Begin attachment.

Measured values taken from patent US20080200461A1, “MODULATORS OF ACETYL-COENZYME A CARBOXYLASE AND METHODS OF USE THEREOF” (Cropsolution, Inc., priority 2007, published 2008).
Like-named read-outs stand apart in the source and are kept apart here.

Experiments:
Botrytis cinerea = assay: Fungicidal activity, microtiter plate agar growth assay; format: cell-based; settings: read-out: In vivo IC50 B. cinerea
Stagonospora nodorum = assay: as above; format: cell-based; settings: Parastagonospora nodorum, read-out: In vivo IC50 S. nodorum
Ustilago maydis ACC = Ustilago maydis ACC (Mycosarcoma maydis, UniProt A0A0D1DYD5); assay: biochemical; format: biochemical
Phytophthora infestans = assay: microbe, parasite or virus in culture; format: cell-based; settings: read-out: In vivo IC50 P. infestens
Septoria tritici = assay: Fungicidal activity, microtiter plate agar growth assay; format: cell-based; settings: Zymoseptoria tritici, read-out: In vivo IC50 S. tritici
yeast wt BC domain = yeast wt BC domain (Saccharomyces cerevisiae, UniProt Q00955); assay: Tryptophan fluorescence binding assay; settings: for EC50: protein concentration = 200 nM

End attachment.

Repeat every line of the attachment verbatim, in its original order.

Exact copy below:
Measured values taken from patent US20080200461A1, “MODULATORS OF ACETYL-COENZYME A CARBOXYLASE AND METHODS OF USE THEREOF” (Cropsolution, Inc., priority 2007, published 2008).
Like-named read-outs stand apart in the source and are kept apart here.

Experiments:
Botrytis cinerea = assay: Fungicidal activity, microtiter plate agar growth assay; format: cell-based; settings: read-out: In vivo IC50 B. cinerea
Stagonospora nodorum = assay: as above; format: cell-based; settings: Parastagonospora nodorum, read-out: In vivo IC50 S. nodorum
Ustilago maydis ACC = Ustilago maydis ACC (Mycosarcoma maydis, UniProt A0A0D1DYD5); assay: biochemical; format: biochemical
Phytophthora infestans = assay: microbe, parasite or virus in culture; format: cell-based; settings: read-out: In vivo IC50 P. infestens
Septoria tritici = assay: Fungicidal activity, microtiter plate agar growth assay; format: cell-based; settings: Zymoseptoria tritici, read-out: In vivo IC50 S. tritici
yeast wt BC domain = yeast wt BC domain (Saccharomyces cerevisiae, UniProt Q00955); assay: Tryptophan fluorescence binding assay; settings: for EC50: protein concentration = 200 nM